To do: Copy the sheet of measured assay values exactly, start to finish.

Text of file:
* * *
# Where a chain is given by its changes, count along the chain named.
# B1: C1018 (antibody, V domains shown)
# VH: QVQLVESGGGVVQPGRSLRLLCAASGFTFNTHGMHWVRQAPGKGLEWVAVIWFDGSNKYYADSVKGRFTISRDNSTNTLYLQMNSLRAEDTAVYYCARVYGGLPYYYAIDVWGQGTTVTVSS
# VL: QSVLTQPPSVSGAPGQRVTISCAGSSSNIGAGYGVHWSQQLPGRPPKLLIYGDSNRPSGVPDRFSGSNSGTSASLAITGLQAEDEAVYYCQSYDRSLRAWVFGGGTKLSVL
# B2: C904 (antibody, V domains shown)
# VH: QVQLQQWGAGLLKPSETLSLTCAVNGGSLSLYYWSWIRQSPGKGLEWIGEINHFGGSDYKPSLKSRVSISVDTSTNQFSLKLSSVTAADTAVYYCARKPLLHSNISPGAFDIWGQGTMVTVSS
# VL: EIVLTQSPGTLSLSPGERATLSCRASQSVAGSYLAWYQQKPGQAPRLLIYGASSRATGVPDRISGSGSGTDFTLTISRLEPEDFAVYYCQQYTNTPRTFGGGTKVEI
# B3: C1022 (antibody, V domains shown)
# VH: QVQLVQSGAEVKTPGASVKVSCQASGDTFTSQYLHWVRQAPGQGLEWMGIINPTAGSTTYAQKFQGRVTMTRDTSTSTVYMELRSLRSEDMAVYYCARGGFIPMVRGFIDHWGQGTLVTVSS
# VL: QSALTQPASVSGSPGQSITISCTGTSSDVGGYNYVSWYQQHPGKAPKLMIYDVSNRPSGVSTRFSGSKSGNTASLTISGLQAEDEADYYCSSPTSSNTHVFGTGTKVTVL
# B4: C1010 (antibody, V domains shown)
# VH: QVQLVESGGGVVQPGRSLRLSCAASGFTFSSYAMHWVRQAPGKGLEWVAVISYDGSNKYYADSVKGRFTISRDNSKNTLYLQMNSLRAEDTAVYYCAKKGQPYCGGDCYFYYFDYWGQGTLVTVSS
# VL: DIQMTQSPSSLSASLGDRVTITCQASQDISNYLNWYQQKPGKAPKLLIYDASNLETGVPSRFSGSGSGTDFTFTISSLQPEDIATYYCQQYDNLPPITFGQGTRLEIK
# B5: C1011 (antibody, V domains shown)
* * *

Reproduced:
# Where a chain is given by its changes, count along the chain named.
# B1: C1018 (antibody, V domains shown)
# VH: QVQLVESGGGVVQPGRSLRLLCAASGFTFNTHGMHWVRQAPGKGLEWVAVIWFDGSNKYYADSVKGRFTISRDNSTNTLYLQMNSLRAEDTAVYYCARVYGGLPYYYAIDVWGQGTTVTVSS
# VL: QSVLTQPPSVSGAPGQRVTISCAGSSSNIGAGYGVHWSQQLPGRPPKLLIYGDSNRPSGVPDRFSGSNSGTSASLAITGLQAEDEAVYYCQSYDRSLRAWVFGGGTKLSVL
# B2: C904 (antibody, V domains shown)
# VH: QVQLQQWGAGLLKPSETLSLTCAVNGGSLSLYYWSWIRQSPGKGLEWIGEINHFGGSDYKPSLKSRVSISVDTSTNQFSLKLSSVTAADTAVYYCARKPLLHSNISPGAFDIWGQGTMVTVSS
# VL: EIVLTQSPGTLSLSPGERATLSCRASQSVAGSYLAWYQQKPGQAPRLLIYGASSRATGVPDRISGSGSGTDFTLTISRLEPEDFAVYYCQQYTNTPRTFGGGTKVEI
# B3: C1022 (antibody, V domains shown)
# VH: QVQLVQSGAEVKTPGASVKVSCQASGDTFTSQYLHWVRQAPGQGLEWMGIINPTAGSTTYAQKFQGRVTMTRDTSTSTVYMELRSLRSEDMAVYYCARGGFIPMVRGFIDHWGQGTLVTVSS
# VL: QSALTQPASVSGSPGQSITISCTGTSSDVGGYNYVSWYQQHPGKAPKLMIYDVSNRPSGVSTRFSGSKSGNTASLTISGLQAEDEADYYCSSPTSSNTHVFGTGTKVTVL
# B4: C1010 (antibody, V domains shown)
# VH: QVQLVESGGGVVQPGRSLRLSCAASGFTFSSYAMHWVRQAPGKGLEWVAVISYDGSNKYYADSVKGRFTISRDNSKNTLYLQMNSLRAEDTAVYYCAKKGQPYCGGDCYFYYFDYWGQGTLVTVSS
# VL: DIQMTQSPSSLSASLGDRVTITCQASQDISNYLNWYQQKPGKAPKLLIYDASNLETGVPSRFSGSGSGTDFTFTISSLQPEDIATYYCQQYDNLPPITFGQGTRLEIK
# B5: C1011 (antibody, V domains shown)